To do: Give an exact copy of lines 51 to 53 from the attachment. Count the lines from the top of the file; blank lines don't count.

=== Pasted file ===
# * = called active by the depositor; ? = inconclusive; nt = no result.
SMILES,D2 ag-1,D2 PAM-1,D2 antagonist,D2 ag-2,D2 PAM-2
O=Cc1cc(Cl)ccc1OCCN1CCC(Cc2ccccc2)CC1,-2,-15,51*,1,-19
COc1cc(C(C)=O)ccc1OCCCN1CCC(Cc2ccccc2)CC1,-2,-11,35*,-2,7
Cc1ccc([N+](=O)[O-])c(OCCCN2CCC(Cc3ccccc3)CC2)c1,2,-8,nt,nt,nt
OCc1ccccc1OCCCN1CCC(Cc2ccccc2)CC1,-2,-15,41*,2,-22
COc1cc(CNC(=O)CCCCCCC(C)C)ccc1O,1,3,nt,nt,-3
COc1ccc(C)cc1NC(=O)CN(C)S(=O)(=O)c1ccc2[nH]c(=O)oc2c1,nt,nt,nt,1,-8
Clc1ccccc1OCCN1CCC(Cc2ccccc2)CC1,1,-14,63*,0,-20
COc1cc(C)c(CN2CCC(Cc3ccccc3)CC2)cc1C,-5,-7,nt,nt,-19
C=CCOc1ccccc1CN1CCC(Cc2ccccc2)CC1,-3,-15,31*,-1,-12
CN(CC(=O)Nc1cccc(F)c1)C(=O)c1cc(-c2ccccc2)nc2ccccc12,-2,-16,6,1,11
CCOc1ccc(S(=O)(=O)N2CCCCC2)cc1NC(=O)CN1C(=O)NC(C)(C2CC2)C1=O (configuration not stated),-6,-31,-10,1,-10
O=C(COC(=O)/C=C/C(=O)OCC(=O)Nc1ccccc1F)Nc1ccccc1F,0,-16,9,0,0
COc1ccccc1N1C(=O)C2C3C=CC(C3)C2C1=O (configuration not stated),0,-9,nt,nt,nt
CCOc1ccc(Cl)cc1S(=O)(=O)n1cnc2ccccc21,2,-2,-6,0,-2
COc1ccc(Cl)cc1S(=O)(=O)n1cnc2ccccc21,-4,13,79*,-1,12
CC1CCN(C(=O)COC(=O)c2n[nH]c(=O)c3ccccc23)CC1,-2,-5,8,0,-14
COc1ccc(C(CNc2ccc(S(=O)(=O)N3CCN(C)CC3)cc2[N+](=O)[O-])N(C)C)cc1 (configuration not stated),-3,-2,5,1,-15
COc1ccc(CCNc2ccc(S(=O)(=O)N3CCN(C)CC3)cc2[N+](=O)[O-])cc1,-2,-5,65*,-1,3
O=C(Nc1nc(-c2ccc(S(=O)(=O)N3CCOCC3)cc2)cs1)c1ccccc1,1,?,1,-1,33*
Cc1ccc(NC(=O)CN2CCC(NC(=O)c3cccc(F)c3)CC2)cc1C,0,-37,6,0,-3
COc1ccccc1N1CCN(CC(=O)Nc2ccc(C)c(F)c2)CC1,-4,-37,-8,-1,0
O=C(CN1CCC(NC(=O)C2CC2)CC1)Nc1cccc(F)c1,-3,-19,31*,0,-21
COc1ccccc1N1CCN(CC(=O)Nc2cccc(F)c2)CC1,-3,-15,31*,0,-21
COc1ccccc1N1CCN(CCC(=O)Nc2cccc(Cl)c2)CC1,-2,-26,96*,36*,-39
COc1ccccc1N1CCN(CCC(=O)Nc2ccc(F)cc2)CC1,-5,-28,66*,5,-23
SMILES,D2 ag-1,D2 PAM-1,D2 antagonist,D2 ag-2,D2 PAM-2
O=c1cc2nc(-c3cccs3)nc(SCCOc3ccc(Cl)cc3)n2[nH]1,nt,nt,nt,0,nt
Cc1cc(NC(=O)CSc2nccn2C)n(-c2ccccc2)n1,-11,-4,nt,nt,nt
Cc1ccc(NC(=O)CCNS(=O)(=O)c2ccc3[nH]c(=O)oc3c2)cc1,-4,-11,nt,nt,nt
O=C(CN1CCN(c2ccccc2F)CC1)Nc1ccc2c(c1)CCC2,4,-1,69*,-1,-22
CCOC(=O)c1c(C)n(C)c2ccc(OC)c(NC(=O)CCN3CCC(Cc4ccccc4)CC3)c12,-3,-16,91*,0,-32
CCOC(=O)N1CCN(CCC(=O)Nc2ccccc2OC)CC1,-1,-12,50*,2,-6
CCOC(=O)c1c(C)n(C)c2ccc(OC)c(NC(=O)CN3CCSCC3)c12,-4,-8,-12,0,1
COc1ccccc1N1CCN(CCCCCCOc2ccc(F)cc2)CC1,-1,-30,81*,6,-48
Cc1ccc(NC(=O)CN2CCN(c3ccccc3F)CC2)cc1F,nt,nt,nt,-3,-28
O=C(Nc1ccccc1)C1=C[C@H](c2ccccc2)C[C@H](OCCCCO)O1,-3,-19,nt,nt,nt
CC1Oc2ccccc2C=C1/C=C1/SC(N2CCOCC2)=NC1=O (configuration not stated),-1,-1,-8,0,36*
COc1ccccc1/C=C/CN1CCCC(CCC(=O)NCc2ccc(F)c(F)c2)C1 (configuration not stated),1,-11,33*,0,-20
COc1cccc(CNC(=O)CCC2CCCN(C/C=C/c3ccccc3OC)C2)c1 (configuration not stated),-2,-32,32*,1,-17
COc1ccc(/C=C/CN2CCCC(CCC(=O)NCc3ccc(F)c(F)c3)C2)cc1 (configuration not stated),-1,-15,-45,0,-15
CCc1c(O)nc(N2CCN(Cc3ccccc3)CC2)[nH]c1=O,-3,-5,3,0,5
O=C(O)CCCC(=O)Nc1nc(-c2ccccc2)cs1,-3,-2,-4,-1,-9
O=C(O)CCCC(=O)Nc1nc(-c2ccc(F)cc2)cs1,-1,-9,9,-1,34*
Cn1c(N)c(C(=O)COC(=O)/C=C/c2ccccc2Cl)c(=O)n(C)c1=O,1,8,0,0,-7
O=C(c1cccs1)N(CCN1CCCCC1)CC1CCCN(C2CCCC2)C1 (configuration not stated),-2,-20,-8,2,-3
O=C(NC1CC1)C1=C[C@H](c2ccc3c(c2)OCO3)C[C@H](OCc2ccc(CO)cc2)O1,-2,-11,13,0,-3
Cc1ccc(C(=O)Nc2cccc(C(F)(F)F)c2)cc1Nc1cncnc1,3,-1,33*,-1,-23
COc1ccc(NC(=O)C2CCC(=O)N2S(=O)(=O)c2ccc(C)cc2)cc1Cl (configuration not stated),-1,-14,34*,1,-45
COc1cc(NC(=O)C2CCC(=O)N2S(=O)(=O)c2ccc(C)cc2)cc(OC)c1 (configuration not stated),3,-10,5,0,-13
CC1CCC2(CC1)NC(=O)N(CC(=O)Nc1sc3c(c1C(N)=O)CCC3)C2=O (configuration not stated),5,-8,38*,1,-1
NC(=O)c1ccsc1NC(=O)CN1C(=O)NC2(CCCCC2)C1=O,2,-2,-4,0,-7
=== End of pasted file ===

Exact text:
COc1cc(NC(=O)C2CCC(=O)N2S(=O)(=O)c2ccc(C)cc2)cc(OC)c1 (configuration not stated),3,-10,5,0,-13
CC1CCC2(CC1)NC(=O)N(CC(=O)Nc1sc3c(c1C(N)=O)CCC3)C2=O (configuration not stated),5,-8,38*,1,-1
NC(=O)c1ccsc1NC(=O)CN1C(=O)NC2(CCCCC2)C1=O,2,-2,-4,0,-7